What is NEST?

NEST is a simulator for spiking neural network models that focuses on the dynamics, size and structure of neural systems rather than on the exact morphology of individual neurons. The development of NEST is coordinated by the NEST Initiative.

NEST is ideal for networks of spiking neurons of any size, for example:

  1. Models of information processing e.g. in the visual or auditory cortex of mammals,
  2. Models of network activity dynamics, e.g. laminar cortical networks or balanced random networks,
  3. Models of learning and plasticity.

Learn more about NEST:

>> NEST:: documented movie (short version, long version)
>> NEST information brochure (PDF)

How do I use NEST?

You can use NEST either as a for the interpreted programming language Python (PyNEST) or as a stand alone application (nest).
PyNEST provides a set of commands to the Python interpreter which give you access to NEST's simulation kernel. With these commands, you describe and run your network simulation.
You can also complement PyNEST with PyNN, a simulator-independent set of Python commands to formulate and run neural simulations. While you define your simulations in Python, the actual simulation is executed within NEST's highly optimized simulation kernel which is written in C++.

A NEST simulation tries to follow the logic of an electrophysiological experiment that takes place inside a computer with the difference, that the neural system to be investigated must be defined by the experimenter.

The neural system is defined by a possibly large number of neurons and their connections. In a NEST network, different neuron and synapse models can coexist. Any two neurons can have multiple connections with different properties. Thus, the connectivity can in general not be described by a weight or connectivity matrix but rather as an adjacency list.

To manipulate or observe the network dynamics, the experimenter can define so-called devices which represent the various instruments (for measuring and stimulation) found in an experiment. These devices write their data either to memory or to file.

NEST is extensible and new models for neurons, synapses, and devices can be added.

To get started with NEST, please see the Documentation Page for Tutorials.

Why should I use NEST?

To learn more about the capabilities of NEST, see the Feature summary.

  1. NEST provides over 50 neuron models many of which have been published. Choose from simple integrate-and-fire neurons with current or conductance based synapses, over the Izhikevich or AdEx models, to Hodgkin-Huxley models.
  2. NEST provides over 10 synapse models, including short-term plasticity (Tsodyks & Markram) and different variants of spike-timing dependent plasticity (STDP).
  3. NEST provides many examples that help you getting started with your own simulation project.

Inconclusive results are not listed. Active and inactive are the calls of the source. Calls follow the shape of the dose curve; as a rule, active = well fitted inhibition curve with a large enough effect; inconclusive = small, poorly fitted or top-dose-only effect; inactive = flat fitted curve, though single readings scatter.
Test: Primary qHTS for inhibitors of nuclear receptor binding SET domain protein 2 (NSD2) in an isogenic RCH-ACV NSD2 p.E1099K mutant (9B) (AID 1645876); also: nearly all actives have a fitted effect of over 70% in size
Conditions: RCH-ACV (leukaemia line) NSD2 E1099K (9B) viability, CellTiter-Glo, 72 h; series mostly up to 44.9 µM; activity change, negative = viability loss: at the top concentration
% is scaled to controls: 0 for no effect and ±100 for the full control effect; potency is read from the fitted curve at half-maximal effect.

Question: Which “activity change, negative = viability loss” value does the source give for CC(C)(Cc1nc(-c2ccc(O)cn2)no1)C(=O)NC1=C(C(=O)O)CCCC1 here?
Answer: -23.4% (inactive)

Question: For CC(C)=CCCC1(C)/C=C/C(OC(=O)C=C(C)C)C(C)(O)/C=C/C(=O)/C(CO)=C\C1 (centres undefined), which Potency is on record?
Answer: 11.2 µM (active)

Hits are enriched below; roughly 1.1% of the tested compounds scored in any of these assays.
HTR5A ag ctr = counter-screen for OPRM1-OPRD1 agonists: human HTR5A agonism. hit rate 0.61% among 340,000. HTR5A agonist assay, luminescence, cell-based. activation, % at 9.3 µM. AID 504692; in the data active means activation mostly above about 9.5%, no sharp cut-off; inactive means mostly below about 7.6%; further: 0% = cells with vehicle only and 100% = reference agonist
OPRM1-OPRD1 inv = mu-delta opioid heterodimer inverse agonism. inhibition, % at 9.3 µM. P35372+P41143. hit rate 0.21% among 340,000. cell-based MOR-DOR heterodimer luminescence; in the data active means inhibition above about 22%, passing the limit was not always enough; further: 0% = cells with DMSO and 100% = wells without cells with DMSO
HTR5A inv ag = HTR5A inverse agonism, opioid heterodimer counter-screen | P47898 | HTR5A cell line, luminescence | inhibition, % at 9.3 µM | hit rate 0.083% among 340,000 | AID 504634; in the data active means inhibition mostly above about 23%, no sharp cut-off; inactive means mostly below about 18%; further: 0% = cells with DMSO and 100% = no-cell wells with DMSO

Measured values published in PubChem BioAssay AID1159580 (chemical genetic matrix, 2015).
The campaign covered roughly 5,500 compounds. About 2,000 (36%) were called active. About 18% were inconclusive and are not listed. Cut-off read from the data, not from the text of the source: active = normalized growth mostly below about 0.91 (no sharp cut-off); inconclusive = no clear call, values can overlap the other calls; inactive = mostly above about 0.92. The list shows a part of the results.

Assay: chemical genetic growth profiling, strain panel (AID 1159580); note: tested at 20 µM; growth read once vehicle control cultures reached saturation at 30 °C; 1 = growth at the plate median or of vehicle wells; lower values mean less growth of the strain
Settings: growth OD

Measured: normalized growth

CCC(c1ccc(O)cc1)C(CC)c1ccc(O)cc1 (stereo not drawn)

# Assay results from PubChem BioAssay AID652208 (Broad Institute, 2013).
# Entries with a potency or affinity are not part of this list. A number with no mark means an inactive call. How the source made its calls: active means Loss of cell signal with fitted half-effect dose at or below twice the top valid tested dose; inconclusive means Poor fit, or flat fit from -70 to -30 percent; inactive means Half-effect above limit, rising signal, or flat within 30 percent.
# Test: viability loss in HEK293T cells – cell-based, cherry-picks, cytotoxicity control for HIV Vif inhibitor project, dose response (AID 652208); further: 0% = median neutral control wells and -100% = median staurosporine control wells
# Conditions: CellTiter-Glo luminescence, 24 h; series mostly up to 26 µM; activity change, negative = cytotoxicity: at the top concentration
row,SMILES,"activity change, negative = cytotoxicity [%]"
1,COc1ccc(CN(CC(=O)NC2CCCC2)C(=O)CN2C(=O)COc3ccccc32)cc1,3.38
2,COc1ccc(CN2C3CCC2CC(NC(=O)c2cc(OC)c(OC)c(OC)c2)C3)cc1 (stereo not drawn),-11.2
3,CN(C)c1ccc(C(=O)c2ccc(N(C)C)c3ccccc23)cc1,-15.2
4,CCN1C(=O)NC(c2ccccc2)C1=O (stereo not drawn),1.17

4. NEST offers convenient and efficient commands to define and connect large networks, ranging from algorithmically determined connections to data-driven connectivity.
  5. NEST lets you inspect and modify the state of each neuron and each connection at any time during a simulation.
  6. NEST is fast and memory efficient. It makes best use of your multi-core computer and compute clusters with minimal user intervention.
  7. NEST runs on a wide range of UNIX-like systems, from MacBooks to BlueGene supercomputers.
  8. NEST has minimal dependencies. All it really needs is a C++ compiler. Everything else is optional.
  9. NEST developers are using agile continuous integration-based workflows in order to maintain high code quality standards for correct and reproducible simulations.
  10. NEST has one of the largest and most experienced developer communities of all neural simulators. NEST was first released in 1994 under the name SYNOD and has been extended and improved ever since.
  11. NEST is open source software and is licensed under the GNU General Public License v2 or later.

Please cite NEST and tell us about your work

Please cite NEST if you use it in your work.

If you use NEST 2.12.0, please cite it as Kunkel, Susanne et al. (2017). NEST 2.12.0. Zenodo. 10.5281/zenodo.259534. The full citation is available in different formats on Zenodo.

If you use NEST v2.10.0, please cite it as Bos, Hannah et al. (2015). NEST 2.10.0. Zenodo. 10.5281/zenodo.44222. The full citation is available in different formats on Zenodo.

If you use NEST v2.8.0, please cite it as Eppler, Jochen Martin et al. (2015). NEST 2.8.0. Zenodo. 10.5281/zenodo.32969. The full citation is available in different formats on Zenodo.

For all versions below NEST v2.8.0 and for citing NEST without referring to a specific version, please use: Gewaltig M-O & Diesmann M (2007) NEST (Neural Simulation Tool) Scholarpedia 2(4):1430.

Here is a suitable BibTeX entry:

  author  = {Marc-Oliver Gewaltig and Markus Diesmann},
  title   = {NEST (NEural Simulation Tool)},
  journal = {Scholarpedia},
  year    = {2007},
  volume  = {2},
  pages   = {1430},
  number  = {4}

If you tell us about your publications that used NEST, we will add it to our publication list, thus making it visible to potential readers. Send us your reference or even a reprint, using the mail address given on the contact page.

NEST logo for your poster or presentation

If you like NEST, why not show it on your poster or on your slides?


Nest Models on Open Source Brain